I’ve brought up this topic before; it is definitely a recurring theme in my life. I find that I frequently become the most creative and productive, when I am pushing off something big, but doing that is a double-edged sword. I end up taking on more projects or coming up with great ideas, while postponing that all-important one. That’s where these shortcakes came in yesterday: a tasty and distracting diversion that supplanted my original goal of completing three writing assignments. The shortcakes turned out amazingly well, and I temporarily felt accomplished. About those writing assignments? They are still inchoate, but I am at least enjoying something tasty, as I scramble to finish my goal tonight.

I definitely enjoy my fair share of butter, cheese, and cream. I am finding, however, that my body truly feels better, when I abstain from dairy. It is just rather daunting, as a baker and cook, to realize that you have to change some of your practices and learn how to create delicious food without those components. I feel like I have just mastered baking, so it is a challenge to learn new techniques and find substitutes, so that my treats still taste great and have a palatable consistency. I have had quite a few failures, but this particular dessert came through. Baby steps. And my boyfriend, who is the biggest critic on all things delicious, gave it his well-earned nod of approval.

I didn’t even need to add a lot of sugar because the berries are tasting amazing right now. If only I could grow some in my garden! For some reason, they just don’t like the soil in my backyard. That’s okay, though. There are plenty of other things that are coming along quite nicely right now. Zucchini is just about to take off, and the dill and parsley are cranking. Salads have become a daily staple around here, which balances out my craving for sweet things.


strawberry shortcake {dairy-free and gluten-free}


  • 2 1/2 cups almond flour
  • 1/2 teaspoon baking soda
  • 1/2 teaspoon sea salt
  • 1/4 cup coconut oil
  • 1 tablespoon agave
  • 1/2 teaspoon vanilla extract
  • 2 large eggs, slightly beaten
  • 1 pound organic strawberries
  • 1/4 cup raw sugar
  • 1/2 lemon, juiced
  • coconut whipped cream {see recipe below}

This recipe is a slight adaptation from the Nourishing Home. I stumbled upon this blog, when I was looking for almond flour shortcake recipes, and I am completely inspired by the recipes I encountered. Alright, ready for some shortcakes? Me, too.

  1. Preheat oven to 350 degrees.
  2. Sift together the almond flour, baking soda, and sea salt.
  3. In a separate bowl, mix together the coconut oil, agave nectar, and vanilla.
  4. Separately whisk together the eggs and incorporate into the coconut oil mixture.
  5. Mix the coconut oil mixture into the almond flour mixture. I used a fork to break apart any clumps and distribute the moisture evenly. See the texture in the photo with the closeup of the fork.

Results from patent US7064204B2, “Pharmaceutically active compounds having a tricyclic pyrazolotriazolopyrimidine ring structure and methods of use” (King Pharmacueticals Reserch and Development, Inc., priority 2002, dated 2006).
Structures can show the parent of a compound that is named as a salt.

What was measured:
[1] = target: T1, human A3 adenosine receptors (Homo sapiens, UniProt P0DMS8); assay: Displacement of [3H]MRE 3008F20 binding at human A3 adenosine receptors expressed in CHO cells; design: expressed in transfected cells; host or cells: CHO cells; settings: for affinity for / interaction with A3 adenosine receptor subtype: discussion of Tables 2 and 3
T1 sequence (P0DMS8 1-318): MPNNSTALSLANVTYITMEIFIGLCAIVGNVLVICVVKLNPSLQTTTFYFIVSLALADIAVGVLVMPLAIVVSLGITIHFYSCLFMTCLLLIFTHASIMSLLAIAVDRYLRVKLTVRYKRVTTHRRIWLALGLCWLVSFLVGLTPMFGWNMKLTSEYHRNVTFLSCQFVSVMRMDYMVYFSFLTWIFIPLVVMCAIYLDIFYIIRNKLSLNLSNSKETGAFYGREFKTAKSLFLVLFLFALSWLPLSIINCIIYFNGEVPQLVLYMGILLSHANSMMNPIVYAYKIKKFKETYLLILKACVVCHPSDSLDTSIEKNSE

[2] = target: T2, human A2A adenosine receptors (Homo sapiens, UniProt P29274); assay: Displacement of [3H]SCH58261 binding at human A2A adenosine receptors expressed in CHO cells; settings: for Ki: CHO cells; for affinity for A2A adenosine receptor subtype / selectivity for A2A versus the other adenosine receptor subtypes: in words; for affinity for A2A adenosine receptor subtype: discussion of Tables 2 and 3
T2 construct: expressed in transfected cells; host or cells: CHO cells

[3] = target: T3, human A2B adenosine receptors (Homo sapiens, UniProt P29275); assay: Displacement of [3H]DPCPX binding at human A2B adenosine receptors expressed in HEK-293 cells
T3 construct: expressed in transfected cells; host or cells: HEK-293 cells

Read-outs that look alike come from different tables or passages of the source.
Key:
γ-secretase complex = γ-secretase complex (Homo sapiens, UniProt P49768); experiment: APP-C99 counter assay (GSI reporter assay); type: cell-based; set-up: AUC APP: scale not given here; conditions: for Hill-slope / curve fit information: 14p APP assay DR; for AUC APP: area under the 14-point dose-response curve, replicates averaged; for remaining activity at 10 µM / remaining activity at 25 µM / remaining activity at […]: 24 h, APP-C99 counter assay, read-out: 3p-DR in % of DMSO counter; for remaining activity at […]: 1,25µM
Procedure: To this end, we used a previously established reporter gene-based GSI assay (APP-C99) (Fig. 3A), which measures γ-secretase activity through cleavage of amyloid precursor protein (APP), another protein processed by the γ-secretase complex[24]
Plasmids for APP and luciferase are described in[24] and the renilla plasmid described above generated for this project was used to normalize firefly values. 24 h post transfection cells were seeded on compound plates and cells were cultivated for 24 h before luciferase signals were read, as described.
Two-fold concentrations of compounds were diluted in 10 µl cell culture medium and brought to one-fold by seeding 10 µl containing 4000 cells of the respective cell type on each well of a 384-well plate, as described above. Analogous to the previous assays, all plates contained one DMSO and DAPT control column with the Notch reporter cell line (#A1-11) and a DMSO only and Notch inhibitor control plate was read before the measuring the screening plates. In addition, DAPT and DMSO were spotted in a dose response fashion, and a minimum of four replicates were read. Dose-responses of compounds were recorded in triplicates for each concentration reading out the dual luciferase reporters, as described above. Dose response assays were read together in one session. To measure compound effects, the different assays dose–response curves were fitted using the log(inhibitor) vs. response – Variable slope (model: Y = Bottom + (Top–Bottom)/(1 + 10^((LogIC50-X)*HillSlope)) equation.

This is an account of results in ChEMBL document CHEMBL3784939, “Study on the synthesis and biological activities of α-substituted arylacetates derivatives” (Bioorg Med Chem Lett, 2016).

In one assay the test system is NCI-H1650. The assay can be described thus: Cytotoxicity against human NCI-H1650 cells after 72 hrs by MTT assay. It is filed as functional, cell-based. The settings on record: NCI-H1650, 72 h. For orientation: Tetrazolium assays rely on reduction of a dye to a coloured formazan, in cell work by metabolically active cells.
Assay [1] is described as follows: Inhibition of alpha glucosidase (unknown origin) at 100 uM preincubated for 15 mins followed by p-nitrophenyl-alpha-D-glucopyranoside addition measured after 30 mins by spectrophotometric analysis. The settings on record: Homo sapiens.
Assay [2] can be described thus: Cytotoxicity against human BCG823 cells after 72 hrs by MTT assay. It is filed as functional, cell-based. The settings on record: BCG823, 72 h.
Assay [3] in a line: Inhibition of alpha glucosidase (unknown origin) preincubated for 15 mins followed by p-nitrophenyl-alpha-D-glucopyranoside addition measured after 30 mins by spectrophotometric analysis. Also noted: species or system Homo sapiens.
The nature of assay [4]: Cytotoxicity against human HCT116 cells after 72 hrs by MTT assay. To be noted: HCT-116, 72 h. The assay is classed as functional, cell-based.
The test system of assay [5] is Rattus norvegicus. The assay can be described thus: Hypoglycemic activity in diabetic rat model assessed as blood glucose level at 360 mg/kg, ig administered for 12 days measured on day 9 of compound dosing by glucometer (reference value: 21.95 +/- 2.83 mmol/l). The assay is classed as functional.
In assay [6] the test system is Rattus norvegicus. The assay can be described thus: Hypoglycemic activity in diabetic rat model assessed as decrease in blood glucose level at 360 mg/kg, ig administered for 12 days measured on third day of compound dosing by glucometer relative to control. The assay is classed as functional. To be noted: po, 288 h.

6. Form the shortcakes into six equally sized balls of dough and place on a parchment paper-lined baking pan. I flattened them out slightly. Kelly mentions that you can roll out the dough and use a cutter for interesting shapes. I opted for the drop biscuit approach.
  7. Bake for 15 minutes or until lightly golden brown in color.
  8. Let shortcakes cool before serving.
  9. While your shortcakes are baking, you can assemble the strawberry topping. Simply hull the strawberries and slice them up. Place them in a bowl and add the raw sugar and lemon juice. The sugar will incorporate with the berries and become a lovely consistency for your shortcakes.
  10. Once the shortcakes have cooled, split them in halves and layer with strawberries and a dollop or two of whipped coconut cream.


coconut whipped cream


  • one can {15 ounces} full-fat coconut milk
  • 1 teaspoon vanilla extract
  • agave nectar to taste {2-3 teaspoons}

This was my second attempt at making coconut whipped cream. The first attempt was a fail because I purchased the wrong coconut milk. Be sure to select full-fat version, from the can, without any guar gum. I credit Angela from Oh She Glows for my success. Her tutorial on how to prepare coconut whipped cream is comprehensive and easy to understand. I won’t attempt duplicating her steps. Just go to her site and bookmark the recipe!

Simply refrigerate a can of full-fat coconut milk overnight. When you are ready to make the whipped cream, invert the can, open the top, and drain out the watery substance into a separate container. {You can use that leftover, nutrient-rich coconut water for your smoothies!} You will be left with the pure cream at the bottom of the can. Spoon this out into your mixer and blast until creamy and smooth. Add any sweetener or vanilla, and enjoy! It is my new staple in the kitchen. I keep a few cans in my fridge, so I will always have a vegan whipped cream option on hand.

Well, send me some luck tonight! I am successfully caffeinated and prepped for a marathon writing session. I hope everyone’s fourth of July celebrations were fun and filled with all things celebratory and delicious. Mine surely was; although, I didn’t go out to view any fireworks. Kinda bummed about that, but there’s always next year. Cheers! And let me know of any favorite gluten-free recipes that you’ve been enjoying lately. I am upping my repertoire weekly!